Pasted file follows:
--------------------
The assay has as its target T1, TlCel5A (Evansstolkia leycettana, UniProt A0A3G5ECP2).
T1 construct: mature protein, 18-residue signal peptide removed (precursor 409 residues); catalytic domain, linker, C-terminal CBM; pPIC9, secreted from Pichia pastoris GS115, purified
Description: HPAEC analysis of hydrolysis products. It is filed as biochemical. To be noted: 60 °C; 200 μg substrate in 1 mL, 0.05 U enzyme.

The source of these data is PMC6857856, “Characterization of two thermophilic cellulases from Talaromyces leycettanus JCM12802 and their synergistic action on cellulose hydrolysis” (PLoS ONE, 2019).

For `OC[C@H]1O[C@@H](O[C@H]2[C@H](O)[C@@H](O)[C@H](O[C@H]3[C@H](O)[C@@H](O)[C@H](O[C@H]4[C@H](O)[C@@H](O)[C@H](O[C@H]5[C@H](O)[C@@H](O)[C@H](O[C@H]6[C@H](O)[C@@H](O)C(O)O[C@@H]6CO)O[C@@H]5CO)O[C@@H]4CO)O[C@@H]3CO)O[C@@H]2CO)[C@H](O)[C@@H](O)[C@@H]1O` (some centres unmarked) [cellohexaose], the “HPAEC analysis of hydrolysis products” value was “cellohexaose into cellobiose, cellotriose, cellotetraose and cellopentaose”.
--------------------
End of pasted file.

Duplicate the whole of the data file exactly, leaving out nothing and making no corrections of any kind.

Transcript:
The assay has as its target T1, TlCel5A (Evansstolkia leycettana, UniProt A0A3G5ECP2).
T1 construct: mature protein, 18-residue signal peptide removed (precursor 409 residues); catalytic domain, linker, C-terminal CBM; pPIC9, secreted from Pichia pastoris GS115, purified
Description: HPAEC analysis of hydrolysis products. It is filed as biochemical. To be noted: 60 °C; 200 μg substrate in 1 mL, 0.05 U enzyme.

The source of these data is PMC6857856, “Characterization of two thermophilic cellulases from Talaromyces leycettanus JCM12802 and their synergistic action on cellulose hydrolysis” (PLoS ONE, 2019).

For `OC[C@H]1O[C@@H](O[C@H]2[C@H](O)[C@@H](O)[C@H](O[C@H]3[C@H](O)[C@@H](O)[C@H](O[C@H]4[C@H](O)[C@@H](O)[C@H](O[C@H]5[C@H](O)[C@@H](O)[C@H](O[C@H]6[C@H](O)[C@@H](O)C(O)O[C@@H]6CO)O[C@@H]5CO)O[C@@H]4CO)O[C@@H]3CO)O[C@@H]2CO)[C@H](O)[C@@H](O)[C@@H]1O` (some centres unmarked) [cellohexaose], the “HPAEC analysis of hydrolysis products” value was “cellohexaose into cellobiose, cellotriose, cellotetraose and cellopentaose”.